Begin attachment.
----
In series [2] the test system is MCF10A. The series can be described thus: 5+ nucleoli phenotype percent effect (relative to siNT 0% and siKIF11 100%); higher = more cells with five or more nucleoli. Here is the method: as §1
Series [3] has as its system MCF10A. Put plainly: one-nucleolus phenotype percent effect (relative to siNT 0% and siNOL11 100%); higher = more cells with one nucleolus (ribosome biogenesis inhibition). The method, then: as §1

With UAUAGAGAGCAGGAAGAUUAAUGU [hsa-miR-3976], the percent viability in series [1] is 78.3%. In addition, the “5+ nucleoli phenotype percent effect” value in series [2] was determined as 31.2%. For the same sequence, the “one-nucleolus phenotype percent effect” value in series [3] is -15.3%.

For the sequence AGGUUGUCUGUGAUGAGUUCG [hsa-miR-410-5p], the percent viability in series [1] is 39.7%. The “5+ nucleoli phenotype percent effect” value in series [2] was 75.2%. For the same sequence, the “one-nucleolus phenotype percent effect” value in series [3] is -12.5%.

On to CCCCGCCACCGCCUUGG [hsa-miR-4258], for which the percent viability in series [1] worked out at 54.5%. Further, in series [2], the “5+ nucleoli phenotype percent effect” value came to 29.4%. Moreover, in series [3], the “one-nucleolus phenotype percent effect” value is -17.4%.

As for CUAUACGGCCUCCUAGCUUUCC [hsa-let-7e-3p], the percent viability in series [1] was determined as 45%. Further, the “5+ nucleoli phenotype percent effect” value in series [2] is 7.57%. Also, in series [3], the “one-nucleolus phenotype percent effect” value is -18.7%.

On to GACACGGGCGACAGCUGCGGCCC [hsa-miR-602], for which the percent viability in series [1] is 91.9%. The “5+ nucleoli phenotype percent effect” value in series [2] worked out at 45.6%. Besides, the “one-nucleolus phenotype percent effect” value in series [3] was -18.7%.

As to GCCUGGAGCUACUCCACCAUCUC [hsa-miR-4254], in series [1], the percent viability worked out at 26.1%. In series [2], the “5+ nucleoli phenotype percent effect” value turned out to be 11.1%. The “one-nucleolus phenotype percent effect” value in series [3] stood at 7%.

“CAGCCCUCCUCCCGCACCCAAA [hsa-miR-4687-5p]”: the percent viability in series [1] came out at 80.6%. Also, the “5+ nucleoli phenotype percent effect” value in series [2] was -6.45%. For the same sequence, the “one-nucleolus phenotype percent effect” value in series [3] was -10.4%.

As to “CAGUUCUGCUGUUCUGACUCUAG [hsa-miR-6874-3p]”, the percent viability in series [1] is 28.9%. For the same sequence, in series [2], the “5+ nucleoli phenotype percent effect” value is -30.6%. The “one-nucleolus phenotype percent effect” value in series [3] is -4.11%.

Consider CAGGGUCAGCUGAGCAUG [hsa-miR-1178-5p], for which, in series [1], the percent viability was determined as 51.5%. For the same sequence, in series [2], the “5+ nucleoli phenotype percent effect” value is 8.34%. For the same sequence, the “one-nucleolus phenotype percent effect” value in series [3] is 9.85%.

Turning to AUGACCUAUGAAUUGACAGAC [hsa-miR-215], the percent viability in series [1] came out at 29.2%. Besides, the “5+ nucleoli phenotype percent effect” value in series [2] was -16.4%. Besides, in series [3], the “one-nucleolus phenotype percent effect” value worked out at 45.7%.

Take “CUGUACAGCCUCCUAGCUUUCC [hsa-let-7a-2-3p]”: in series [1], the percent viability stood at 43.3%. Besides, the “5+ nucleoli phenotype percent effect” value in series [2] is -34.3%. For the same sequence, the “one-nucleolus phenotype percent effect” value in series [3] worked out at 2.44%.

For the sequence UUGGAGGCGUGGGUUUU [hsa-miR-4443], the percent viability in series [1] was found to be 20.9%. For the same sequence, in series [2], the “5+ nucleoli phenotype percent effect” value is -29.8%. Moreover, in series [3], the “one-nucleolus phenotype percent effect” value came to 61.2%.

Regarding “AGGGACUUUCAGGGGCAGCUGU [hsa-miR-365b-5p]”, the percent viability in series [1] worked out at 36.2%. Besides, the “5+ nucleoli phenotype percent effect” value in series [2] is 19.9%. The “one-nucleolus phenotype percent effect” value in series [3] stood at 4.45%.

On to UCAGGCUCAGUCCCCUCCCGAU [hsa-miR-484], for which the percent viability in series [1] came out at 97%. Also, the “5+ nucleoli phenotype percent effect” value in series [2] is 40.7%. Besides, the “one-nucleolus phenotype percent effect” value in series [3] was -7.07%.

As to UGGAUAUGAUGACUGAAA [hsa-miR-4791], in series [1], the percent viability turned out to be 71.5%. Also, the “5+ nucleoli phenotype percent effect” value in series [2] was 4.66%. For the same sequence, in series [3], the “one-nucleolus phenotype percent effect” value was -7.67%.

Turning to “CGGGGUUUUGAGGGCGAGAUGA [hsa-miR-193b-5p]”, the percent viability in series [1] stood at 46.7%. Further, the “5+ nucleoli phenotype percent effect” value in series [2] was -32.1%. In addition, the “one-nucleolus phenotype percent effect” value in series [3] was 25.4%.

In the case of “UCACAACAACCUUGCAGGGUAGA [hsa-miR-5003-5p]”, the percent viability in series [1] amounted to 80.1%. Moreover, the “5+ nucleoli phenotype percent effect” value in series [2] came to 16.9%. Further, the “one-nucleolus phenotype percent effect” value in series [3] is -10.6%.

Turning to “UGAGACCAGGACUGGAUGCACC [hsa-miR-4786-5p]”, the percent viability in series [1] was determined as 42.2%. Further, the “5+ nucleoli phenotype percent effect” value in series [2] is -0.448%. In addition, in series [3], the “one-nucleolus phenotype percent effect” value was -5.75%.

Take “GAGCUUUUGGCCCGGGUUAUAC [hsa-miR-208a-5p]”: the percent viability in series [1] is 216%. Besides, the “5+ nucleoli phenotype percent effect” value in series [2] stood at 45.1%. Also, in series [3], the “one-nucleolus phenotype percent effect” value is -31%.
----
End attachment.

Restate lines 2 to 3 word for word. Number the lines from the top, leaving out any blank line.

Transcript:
Series [3] has as its system MCF10A. Put plainly: one-nucleolus phenotype percent effect (relative to siNT 0% and siNOL11 100%); higher = more cells with one nucleolus (ribosome biogenesis inhibition). The method, then: as §1

With UAUAGAGAGCAGGAAGAUUAAUGU [hsa-miR-3976], the percent viability in series [1] is 78.3%. In addition, the “5+ nucleoli phenotype percent effect” value in series [2] was determined as 31.2%. For the same sequence, the “one-nucleolus phenotype percent effect” value in series [3] is -15.3%.